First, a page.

Professor Alain Enthoven is one of the world's leading health policy analysts. In this paper for ASI, he reflects gloomily on the prospects for real improvements in NHS delivery unless there are more radical reforms than the politicians are contemplating.
The regulation of clinical practice must focus on the clinical service standards that are delivered to patients, and not on protecting professional self-interest. It must be accepted and trusted as such by the public. We envisage therefore a single regulatory authority that is independent of the healthcare professions. It should be dominated by lay representatives, and perhaps chaired by a lawyer rather than a clinician.
A critique of what the author calls the 'dangerous delusions of corporate social responsibility and business ethics'. Should we ask more of our business people than that they conduct their affairs as openly and honestly as anyone else?
The Big Turn Off analyses the attitudes of young people to government, citizenship and community. It shows that only a small proportion of young people share the government view that citizenship means volunteering to do things, challenging the law if they think it wrong, or being active in the community. They have little time for government, be it local, national or European, thinking it largely irrelevant to their lives.
Simpler Taxes is an indictment of the nation's tax system, which imposes huge costs upon the economy. If taxes were overt, people would realize the huge gap between what they are paying and the services they receive in return. Exploring how globalization and the Internet are making it ever more difficult to levy traditional taxation, Braestrup concludes that governments must, in effect, compete for the loyalty of their citizens with attractive tax regimes. His proposal for Britain is that complex and obscure taxes should be replaced by visible ones which are easy to understand, and whose rates are lower.
Up to now, access to justice has been the privilege of the wealthy and the minority who are sufficiently poor to qualify for civil legal aid. Most other people had no access to civil justice, a factor which has brought the civil justice system into disrepute. The government is presently undertaking a major and long-overdue reform of the civil legal aid system in accordance with the Access to Justice Act 1999. Reforms enacted on 1 April 2000 abolish legal aid for most civil claims. Instead, it is expected that cases will be funded by the conditional fee system - popularly known as "no win, no fee". In this system the lawyer agrees with his client to charge an additional success fee if the claim is successful, but may charge nothing if the claim fails. It is an example of payment by result. These reforms effectively represent the privatisation of access to justice. The civil courts are increasingly accessible to anyone with a meritorious claim.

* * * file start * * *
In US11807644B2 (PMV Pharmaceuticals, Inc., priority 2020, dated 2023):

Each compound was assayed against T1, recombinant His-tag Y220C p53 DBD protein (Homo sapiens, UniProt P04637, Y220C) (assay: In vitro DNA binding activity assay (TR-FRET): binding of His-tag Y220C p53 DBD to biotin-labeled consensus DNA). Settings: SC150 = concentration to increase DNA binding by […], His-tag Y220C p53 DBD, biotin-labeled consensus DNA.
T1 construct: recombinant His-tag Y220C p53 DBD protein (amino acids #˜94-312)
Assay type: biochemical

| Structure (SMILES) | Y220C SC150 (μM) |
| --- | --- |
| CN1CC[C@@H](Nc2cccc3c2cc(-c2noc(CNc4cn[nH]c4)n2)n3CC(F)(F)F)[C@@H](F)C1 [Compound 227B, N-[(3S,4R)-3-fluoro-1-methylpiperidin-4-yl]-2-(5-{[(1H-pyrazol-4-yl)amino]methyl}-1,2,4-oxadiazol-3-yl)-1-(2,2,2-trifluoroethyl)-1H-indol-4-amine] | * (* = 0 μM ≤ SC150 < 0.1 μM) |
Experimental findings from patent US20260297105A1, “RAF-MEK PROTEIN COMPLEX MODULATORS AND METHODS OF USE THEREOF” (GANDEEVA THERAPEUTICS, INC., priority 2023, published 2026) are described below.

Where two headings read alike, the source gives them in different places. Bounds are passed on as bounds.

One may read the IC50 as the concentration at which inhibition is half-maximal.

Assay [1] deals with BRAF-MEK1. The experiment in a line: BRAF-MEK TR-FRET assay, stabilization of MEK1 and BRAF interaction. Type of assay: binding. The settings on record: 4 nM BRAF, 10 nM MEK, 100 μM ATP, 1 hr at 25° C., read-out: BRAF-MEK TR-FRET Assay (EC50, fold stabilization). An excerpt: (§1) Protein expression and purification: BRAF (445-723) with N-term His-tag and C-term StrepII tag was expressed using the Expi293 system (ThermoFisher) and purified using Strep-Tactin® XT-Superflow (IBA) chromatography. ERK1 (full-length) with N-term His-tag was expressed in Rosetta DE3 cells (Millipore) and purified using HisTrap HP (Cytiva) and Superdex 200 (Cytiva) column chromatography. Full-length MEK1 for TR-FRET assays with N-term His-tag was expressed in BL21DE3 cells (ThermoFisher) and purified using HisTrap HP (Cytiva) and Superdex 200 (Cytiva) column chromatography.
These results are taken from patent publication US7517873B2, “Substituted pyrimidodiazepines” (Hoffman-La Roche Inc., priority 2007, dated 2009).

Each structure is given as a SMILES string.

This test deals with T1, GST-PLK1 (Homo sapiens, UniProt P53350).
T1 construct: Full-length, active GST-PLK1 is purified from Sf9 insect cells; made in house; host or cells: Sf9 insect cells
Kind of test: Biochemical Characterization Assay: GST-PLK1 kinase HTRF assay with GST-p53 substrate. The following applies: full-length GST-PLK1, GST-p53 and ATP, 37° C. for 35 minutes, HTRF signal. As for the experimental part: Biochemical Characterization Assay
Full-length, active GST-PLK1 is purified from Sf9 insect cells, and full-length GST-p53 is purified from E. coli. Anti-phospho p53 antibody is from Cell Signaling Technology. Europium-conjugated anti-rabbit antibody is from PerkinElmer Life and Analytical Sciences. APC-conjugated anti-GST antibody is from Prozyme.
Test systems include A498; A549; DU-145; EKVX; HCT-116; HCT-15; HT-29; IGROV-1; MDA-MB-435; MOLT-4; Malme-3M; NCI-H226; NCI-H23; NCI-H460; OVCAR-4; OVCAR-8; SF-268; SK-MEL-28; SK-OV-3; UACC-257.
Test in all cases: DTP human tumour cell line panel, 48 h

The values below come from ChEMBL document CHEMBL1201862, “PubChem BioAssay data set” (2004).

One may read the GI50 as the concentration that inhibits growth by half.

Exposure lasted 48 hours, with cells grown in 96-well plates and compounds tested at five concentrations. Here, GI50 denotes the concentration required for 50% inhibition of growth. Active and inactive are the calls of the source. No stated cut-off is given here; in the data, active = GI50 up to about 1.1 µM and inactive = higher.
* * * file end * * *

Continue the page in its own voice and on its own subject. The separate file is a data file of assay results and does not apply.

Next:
Town traffic causes by far the bulk of the congestion, pollution, accidents, and noise nuisance of driving - all of which cost society seven times what urban motorists pay in taxes. Rural drivers, by contrast, are overcharged three times for their use of the roads. For heavy vehicles in urban areas during peak-hours this discrepancy is even higher, claims the report, which proposes a £15 billion cut in the revenue collected in fuel duty, vehicle taxes and VAT. People driving in towns, however, would pay tolls averaging 5.6p per mile, with charges much higher at peak times and for high-polluting heavy vehicles.
The Adam Smith institute has told the civil aviation society that Uk airports are over regulated and under-competitive. A report by former airport director David Stanley says that the CAA should focus on safety regulation, that Uk airports should be opened up to more competition, and the economic regulation of airports should be passed to a new, independant regulator. Mr Stanley is an airport Professional who has successfully completed 130 airport commissions in 26 countries over the last 12 years. Full details can be accessed at: www.stanleyassociates.co.uk.
5 per cent of doctors are estimated to be making the wrong decisions - that amounts to 5,000 doctors with 100,000 patients. There is a need for improved regulation of the medical profession with the emphasis centred on the patient. Currently the public is untrusting of the medical profession, This briefing paper sets out guidelines for a new shape to regulation.
Synopsis: Radical changes to housing benefit are required in order to stem the £840 millon of tax payer's money lost annually to fraud and error, and to make the housing market fairer and more responsive to the needs of tenants. Housing benefit should be taken out of the hands of local authorities, and instead paid out by social security offices along with income support. Today's very complicated payment rates, which depend on the tenant's rent level, family circumtances,and the type of property occupied; would be replaced by a uniform benefit for all low paid people. The report's author, housing expert Dr Peter King of DeMontford university in Leicester, says that prehaps £350 million in adminastrative cost and payment errors could be saved by there simplifications alone.